Ruiz responded to the unrelenting pressure of the media with tears when she ran out of words, an unrelenting stream of them. The more the evidence mounted against her, the louder she sobbed when the cameras were fumed upon her. Marek quickly betrayed the discomfort of a man who had signed on with a sinking ship, his stout words of defence on Monday dissolving by the end of the week to a weary uncertain litany.

”I don’t know what the story is any more,” he admitted. “I don’t know whether she ran the race. I know she believes in her own mind she ran the race. That’s all I know.”

It remained only for Will Cloney to bring down the verdict.

Rural roots

Nothing in Jacqueline Gareau’s background prepared her for such a preposterous controversy. Bom March IO, 1953, in L’Annonciation, Quebec, a French-speaking community one hundred miles northwest of Montreal, Gareau’s roots were not unlike those of Gerard Cote. Her father was a farmer, she fell in the middle of a large family, in her case two brothers and four sisters, and her upbringing was thoroughly rural. She went to school, she went to church, she played the games that country children play, swimming and riding a bicycle in the summer. skating outdoors and coasting down snowy hills in winter. Organized sports, especially for girls, were not much a part of the Quebec school system of the 1960s, not even in Montreal where the Gareau family moved when Jacqueline was twelve. Organized activity during her school years was confined to the odd game of volleyball.

Her father died of cancer in 1975, forcing her mother to take a full-time job, and with the oldest of the Gareau family off to college, Jacqueline became the housekeeper for a period, sweeping floors, making beds, cooking meals. When it came her turn to leave she entered Rosemont College for three years of study as a respiratory technician. By the time she graduated and was working full-time at Hotel Dieu Hospital she had fallen into the comfortable lifestyle of her peers, irregular hours, late-night parties, smoking half a pack of cigarettes a day.

In retrospect, it may have been smoking that made her a marathoner. The longer she continued, knowing her father had been a cancer victim and seeing patients stricken with lung ailments every day at the hospital, the more the habit began to bother her. Finally, she quit and began substituting long walks about the streets of Montreal just as once she had taken long rambling walks in the countryside around L’Annonciation.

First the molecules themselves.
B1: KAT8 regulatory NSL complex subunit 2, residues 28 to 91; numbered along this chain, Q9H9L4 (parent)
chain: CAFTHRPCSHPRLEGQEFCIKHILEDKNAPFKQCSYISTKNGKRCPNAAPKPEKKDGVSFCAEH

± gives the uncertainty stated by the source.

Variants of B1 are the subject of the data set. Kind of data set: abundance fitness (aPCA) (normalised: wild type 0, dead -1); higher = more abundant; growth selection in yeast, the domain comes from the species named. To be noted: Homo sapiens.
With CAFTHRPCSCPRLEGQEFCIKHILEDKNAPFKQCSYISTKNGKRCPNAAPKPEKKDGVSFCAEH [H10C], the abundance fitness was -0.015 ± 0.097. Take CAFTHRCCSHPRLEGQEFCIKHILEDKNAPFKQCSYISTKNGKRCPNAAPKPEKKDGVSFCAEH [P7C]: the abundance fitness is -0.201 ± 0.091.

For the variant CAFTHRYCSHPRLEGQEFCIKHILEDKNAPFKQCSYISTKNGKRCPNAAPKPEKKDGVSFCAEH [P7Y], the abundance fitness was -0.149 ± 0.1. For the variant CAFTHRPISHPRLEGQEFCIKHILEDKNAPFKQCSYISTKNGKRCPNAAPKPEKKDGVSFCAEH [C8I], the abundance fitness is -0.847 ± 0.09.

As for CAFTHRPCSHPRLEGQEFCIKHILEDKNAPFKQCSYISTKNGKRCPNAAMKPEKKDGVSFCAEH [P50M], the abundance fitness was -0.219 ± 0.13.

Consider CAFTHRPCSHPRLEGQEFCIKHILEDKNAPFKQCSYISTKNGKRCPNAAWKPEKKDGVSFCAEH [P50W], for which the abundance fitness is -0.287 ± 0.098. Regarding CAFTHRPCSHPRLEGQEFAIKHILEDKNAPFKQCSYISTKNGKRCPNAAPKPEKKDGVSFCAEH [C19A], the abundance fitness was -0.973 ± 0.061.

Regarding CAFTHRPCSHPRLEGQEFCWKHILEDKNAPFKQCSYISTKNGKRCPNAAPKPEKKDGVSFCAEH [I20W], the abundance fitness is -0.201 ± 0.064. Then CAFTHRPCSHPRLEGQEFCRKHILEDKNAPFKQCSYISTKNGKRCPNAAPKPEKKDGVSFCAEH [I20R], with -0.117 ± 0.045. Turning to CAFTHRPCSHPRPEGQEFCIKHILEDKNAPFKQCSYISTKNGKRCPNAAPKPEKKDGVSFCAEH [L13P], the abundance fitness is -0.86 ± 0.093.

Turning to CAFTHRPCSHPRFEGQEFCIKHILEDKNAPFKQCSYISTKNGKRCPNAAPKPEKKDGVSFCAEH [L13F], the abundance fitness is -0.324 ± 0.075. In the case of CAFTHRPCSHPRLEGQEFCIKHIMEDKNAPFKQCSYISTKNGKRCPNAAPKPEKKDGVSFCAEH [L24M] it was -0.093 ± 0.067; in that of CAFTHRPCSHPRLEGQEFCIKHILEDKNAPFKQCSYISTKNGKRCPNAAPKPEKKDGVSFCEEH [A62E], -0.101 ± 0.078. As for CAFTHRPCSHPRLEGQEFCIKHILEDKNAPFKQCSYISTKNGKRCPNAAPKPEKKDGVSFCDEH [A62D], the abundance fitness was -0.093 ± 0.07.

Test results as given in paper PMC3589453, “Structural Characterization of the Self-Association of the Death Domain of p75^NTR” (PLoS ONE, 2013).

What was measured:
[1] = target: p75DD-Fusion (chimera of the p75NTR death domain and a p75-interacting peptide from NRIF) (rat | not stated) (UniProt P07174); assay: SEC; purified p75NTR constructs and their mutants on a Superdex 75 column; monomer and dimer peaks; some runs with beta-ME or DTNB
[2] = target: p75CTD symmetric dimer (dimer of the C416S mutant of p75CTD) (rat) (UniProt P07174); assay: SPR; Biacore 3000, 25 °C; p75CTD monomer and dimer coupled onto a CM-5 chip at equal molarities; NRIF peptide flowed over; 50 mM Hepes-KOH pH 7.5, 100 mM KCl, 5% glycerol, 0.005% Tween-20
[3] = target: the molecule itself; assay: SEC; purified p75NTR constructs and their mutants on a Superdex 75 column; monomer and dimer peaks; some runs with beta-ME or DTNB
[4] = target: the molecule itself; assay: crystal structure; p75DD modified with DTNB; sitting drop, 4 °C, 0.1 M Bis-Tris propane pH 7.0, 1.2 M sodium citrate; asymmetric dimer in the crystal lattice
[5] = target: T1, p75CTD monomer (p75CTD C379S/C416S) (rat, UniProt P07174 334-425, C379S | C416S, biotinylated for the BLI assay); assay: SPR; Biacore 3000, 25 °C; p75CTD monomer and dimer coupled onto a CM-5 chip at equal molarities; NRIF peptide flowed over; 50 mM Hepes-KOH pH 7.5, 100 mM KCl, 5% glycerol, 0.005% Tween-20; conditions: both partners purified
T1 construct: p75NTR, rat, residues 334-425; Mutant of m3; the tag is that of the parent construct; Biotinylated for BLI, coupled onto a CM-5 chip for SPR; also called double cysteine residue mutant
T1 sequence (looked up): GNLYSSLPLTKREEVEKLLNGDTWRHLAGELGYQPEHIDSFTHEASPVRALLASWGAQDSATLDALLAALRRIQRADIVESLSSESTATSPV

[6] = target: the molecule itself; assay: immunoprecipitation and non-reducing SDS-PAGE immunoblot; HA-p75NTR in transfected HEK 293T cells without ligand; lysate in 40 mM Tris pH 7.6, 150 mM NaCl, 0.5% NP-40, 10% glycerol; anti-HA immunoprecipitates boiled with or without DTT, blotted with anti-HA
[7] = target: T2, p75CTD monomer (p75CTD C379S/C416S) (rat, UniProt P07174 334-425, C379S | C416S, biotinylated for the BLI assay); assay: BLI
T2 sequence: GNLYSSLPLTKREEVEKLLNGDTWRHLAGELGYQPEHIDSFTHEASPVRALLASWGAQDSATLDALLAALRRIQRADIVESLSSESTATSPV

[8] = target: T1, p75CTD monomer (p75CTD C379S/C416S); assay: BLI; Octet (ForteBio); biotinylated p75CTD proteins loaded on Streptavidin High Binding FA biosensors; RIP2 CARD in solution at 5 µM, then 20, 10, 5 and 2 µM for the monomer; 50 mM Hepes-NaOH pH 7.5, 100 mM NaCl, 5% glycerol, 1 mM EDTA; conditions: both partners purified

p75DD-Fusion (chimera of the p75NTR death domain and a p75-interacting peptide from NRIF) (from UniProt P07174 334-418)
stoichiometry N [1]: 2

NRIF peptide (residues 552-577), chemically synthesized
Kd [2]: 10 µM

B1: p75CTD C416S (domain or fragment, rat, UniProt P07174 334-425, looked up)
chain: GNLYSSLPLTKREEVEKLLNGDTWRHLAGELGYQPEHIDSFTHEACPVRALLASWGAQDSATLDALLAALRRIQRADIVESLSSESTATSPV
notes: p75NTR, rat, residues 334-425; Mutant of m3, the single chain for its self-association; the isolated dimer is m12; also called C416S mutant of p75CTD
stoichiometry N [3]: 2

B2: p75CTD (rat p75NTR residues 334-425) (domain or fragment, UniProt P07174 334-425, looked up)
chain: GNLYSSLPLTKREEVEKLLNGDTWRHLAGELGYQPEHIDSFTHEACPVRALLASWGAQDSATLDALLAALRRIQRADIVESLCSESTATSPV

That led to running, short jogs at first for health, then extra miles because she enjoyed it, her experience a mirror of what was happening to millions in the worldwide running boom that sprang out of the 1970s. Later she would look back with pride on her origin as a runner, differing as it did from most elite runners who started on the track. ”I come from the mass,” she would say.

Ile d’Orleans

In 1977, Gareau ran her first marathon almost on a whim, at Ile d’Orleans, an island in the St. Lawrence River east of Quebec City. She was on holidays at the time and she finished in 3:44:04, placing second to Eleanor Thomas of Ottawa. The following spring she ran the National Capital Marathon in Ottawa thirty-seen minutes faster. again placing second. and the obvious began to dawn on her.

“I think it’s about that time I really noticed I have some talent,” she remembers.

One reason for her improvement was the advice she was getting from Medhi Jaouhar, a Morrocan-bom athlete who managed a Montreal running store. Jaoahar recognized Gareau s talent and functioned informally as a coach through an important phase in her development as a marathoner. But as her confidence and training increased her family began to wonder.

“At first my mother thought it was good, but then when I started doing ten miles a day she would say, ‘Don’t do that, it’s bad for you, you’ll hurt yourself.'” (115)

Gareau did not become a snowshoe racer like Fabre, Young and Cole, the sport having all but disappeared in Quebec since their time, but she did become a cross-country skier, twice tackling the daunting one-hundred-mile Canadian Ski Marathon through the wilderness from Lachute, Quebec. to Ottawa, a two-day event. Gareau skied ninety miles the first year, missing the final checkpoint deadline by minutes because of improper wax. Of ficials forced her to stop.

But she went the entire distance the next time despite frightful conditions in which the thermometer plunged to thirty-five below Fahrenheit and the wind chill pushed the effective reading dangerously below that. Gareau was the only woman to finish and it took all her strength. Trouble occurred late in the race when the phenomenon known as honking — fatigue, dizziness, the sense of impending collapse — overcame her. Instinct told her to eat and she dug a handful of nuts, dates and chocolate from her pocket.